1. Marinated baked or dried tofu (examples 1, 2, 3). It's even firmer than "extra-firm" tofu and has good flavor (often soy sauce -- some are spicy, so check the ingredients). It's perfect for slicing up and using in a stir-fry, no prep required -- just slice it and throw it in there as though it was a pile of pre-cooked chicken slices.

2. Fried tofu puffs (example). Like all fried things, delicious. Each little puff has excellent structural integrity (aka, it won't fall apart when you touch it), but the interior is delightfully spongy and great for soaking up sauce or soup. Not exactly a health food, but they may help satisfy your cravings for meat-like fried things. There are many excellent uses:
- eat raw just as they are, the delicious little devils
- stir into a stir-fry
- throw into your soup (right at the end so they warm up and don't go soggy)
- heat up in the microwave and then dip in a sauce of your choice (can you do BBQ sauce? because they're delicious with BBQ sauce).
posted by ourobouros at 12:00 PM on January 10, 2017 [2 favorites]

All the talk about preparing tofu can be totally overwhelming. To avoid the requirement altogether, try baked tofu! Trader Joe's carries several house-brand flavors at good prices. Others are made by SoyBoy and Nasoya. My regular supermarket stocks several flavors in the produce section.

Absolutely no prep is required except opening the package. You can dice it and throw it in at the end of whatever you're making, or just eat it sliced cold on sandwiches! Seriously, it's expensive, but it's awesome and delicious.
posted by acridrabbit at 12:03 PM on January 10, 2017 [1 favorite]

You all are the greatest! This has been so helpful, you don't even know.
posted by backwards compatible at 12:11 PM on January 10, 2017 [2 favorites]

I just ate tofu for lunch too! The best recipes I've gotten are from Thug Kitchen (the Official Cookbook). There are some awesome marinades in there, too. I actually prefer tofu tacos over beef ones now (which, incidentally, I ate last night).

Cooking tofu is easy as long as you remember to drain it first, between two paper towels with a kitchen towel around the outsides, like this:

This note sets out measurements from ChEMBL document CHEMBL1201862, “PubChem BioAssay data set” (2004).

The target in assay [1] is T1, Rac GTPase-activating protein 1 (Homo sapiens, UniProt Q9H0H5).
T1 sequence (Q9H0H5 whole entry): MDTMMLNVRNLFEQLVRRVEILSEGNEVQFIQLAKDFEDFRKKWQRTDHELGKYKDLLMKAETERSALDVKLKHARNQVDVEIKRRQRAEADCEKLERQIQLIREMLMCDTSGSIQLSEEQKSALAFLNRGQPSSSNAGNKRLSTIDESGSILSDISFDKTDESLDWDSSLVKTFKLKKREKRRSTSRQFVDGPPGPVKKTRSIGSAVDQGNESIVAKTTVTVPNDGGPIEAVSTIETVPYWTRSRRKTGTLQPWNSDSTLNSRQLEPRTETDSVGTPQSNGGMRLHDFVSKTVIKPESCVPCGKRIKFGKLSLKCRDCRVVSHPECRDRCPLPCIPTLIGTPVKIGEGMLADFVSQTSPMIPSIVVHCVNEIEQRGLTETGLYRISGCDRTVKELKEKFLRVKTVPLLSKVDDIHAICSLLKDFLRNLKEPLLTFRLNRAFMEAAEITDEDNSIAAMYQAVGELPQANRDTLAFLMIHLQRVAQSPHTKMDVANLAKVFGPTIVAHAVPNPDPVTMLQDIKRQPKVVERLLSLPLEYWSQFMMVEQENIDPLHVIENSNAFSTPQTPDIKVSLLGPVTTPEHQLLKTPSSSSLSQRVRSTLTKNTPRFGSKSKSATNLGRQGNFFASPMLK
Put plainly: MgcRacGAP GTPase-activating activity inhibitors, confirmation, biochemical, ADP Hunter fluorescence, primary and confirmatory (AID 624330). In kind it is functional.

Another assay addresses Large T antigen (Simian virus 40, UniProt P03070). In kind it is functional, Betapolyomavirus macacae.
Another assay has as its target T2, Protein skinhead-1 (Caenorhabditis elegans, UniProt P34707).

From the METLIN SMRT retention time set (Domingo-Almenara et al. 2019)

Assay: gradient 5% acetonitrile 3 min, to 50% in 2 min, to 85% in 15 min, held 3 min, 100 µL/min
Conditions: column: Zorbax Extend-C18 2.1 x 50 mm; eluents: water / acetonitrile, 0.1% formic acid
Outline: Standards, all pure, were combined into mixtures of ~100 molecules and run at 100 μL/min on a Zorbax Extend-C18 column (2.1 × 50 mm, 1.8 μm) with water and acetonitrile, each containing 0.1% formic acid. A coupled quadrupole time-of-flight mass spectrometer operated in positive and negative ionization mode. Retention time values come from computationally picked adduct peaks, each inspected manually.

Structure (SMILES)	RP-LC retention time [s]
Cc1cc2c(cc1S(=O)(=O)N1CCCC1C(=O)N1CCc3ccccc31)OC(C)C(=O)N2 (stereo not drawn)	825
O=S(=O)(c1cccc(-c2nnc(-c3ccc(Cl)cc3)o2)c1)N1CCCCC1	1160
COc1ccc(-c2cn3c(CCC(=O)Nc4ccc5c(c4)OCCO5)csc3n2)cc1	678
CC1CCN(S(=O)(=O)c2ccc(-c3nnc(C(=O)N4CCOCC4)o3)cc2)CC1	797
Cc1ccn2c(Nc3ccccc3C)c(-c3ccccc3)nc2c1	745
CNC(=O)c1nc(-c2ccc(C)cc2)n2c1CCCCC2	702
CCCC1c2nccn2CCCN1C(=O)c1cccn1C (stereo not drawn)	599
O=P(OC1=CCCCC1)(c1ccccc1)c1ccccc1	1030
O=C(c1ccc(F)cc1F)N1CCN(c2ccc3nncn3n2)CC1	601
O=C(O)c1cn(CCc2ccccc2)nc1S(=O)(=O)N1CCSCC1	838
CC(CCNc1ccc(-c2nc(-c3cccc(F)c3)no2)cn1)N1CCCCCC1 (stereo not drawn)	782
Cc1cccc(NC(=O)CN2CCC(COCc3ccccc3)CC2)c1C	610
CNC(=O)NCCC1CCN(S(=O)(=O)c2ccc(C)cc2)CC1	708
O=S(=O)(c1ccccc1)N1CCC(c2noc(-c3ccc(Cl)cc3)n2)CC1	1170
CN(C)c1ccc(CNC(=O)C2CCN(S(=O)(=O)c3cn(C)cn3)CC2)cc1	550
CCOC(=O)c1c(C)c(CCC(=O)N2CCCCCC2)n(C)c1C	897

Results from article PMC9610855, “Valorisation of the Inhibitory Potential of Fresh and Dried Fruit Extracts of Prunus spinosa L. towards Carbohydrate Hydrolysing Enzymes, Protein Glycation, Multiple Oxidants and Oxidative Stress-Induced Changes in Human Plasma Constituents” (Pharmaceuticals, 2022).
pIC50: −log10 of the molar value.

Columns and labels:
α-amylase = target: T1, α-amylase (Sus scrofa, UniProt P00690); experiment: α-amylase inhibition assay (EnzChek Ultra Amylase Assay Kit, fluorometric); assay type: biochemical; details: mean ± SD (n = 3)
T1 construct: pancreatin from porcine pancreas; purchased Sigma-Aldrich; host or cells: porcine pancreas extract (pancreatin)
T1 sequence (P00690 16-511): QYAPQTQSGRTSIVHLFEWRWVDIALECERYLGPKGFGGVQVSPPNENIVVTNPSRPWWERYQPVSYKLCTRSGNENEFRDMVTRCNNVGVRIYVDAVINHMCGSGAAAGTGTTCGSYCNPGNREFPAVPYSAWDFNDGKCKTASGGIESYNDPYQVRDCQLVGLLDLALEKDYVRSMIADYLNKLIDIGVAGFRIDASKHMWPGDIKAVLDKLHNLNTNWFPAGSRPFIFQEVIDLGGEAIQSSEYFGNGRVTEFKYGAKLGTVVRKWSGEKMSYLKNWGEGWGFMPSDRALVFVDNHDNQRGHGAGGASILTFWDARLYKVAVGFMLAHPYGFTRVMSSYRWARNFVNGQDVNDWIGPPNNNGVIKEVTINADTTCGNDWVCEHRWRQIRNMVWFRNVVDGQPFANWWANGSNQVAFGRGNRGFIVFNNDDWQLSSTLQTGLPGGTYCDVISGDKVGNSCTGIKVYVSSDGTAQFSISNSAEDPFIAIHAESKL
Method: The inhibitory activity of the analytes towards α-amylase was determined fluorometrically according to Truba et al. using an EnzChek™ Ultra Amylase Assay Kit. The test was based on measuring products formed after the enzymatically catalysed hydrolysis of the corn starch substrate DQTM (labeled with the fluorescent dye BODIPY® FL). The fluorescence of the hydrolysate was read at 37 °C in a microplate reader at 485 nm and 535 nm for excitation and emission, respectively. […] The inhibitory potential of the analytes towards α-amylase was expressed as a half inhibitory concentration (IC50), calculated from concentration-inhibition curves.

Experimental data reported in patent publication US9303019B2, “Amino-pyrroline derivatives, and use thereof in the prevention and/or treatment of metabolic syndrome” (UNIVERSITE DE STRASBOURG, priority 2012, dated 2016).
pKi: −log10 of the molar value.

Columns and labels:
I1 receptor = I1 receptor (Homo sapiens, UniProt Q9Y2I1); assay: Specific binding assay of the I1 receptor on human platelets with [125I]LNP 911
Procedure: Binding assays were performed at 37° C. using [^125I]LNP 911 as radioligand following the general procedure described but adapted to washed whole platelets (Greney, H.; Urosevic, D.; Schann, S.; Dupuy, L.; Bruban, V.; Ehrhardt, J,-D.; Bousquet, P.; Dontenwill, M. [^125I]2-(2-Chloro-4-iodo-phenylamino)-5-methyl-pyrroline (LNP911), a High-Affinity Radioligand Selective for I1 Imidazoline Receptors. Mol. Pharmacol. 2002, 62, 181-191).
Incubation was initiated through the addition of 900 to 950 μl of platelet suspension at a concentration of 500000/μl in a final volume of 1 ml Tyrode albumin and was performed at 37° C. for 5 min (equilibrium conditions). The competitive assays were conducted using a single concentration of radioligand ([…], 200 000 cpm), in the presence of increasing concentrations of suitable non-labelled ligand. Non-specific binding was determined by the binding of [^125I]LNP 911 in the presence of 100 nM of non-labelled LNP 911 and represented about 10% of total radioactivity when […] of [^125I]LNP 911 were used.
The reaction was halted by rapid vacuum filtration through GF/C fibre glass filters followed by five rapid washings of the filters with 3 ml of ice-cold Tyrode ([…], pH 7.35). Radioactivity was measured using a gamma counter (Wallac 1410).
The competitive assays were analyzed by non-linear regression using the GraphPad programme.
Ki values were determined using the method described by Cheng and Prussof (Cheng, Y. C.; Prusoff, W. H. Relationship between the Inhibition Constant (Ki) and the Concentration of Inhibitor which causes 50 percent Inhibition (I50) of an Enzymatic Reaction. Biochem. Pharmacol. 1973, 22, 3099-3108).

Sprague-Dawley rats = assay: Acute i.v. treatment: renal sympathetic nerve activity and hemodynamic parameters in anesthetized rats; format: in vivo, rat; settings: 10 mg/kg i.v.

***** kitchen towel
------- paper towel
TTTT tofu
------- paper towel
***** kitchen towel

Stick something heavy on top of the towel to drain it, let it sit for 1/2 hour while you prep other stuff, and you're good to go.
posted by onecircleaday at 12:28 PM on January 10, 2017 [3 favorites]

If you anticipate tofu becoming a big part of your diet, I totally recommend getting a tofu press. After finding that link just now I'm sort of horrified at the price (maybe we got ours as a gift?), but I have to say it has changed tofu forever for us. It gets the tofu very drained in a short amount of time and clean up is easy. Of course the towel/can method is free but it always loomed as sort of a chore for me, which the tofu press takes care of.

Dinner tonight for me is tofu (drained this morning!) that has been sliced thin and sitting in bbq sauce all day. You bake it at 400-degrees for 20 minutes on each side, then serve on a bun or rolled up in a tortilla (with coleslaw, if you desire).

After draining extra firm tofu and then slicing it thin, you can cook it up with just a tiny bit of brushed oil on a nonstick skillet. Let it sit and get nice and brown on one side, then flip it. You can add salt while it's cooking. Once you do that, you can add it to almost anything that suits your fancy.
posted by LKWorking at 12:42 PM on January 10, 2017 [2 favorites]

There's a section on "Tofu Butchery" at the beginning of Isa Chandra Moskowitz's "Isa Does It" cookbook. It's a great cookbook, but I'm not sure if your stomach can handle many of the recipes (they're not super spicy, but they do use spices). Check out the "Tofu Butchery" section next time you're at the bookstore.

I like making tofu stir fries, usually with some mushrooms, peppers, and tamari.

Baked tofu is great too.
posted by backwards guitar at 12:50 PM on January 10, 2017 [1 favorite]

I've suggested this recipe here before, but it's just so tasty and easy - if I had a "gateway" tofu recipe it would be this.

Smoky Tofu Bowls!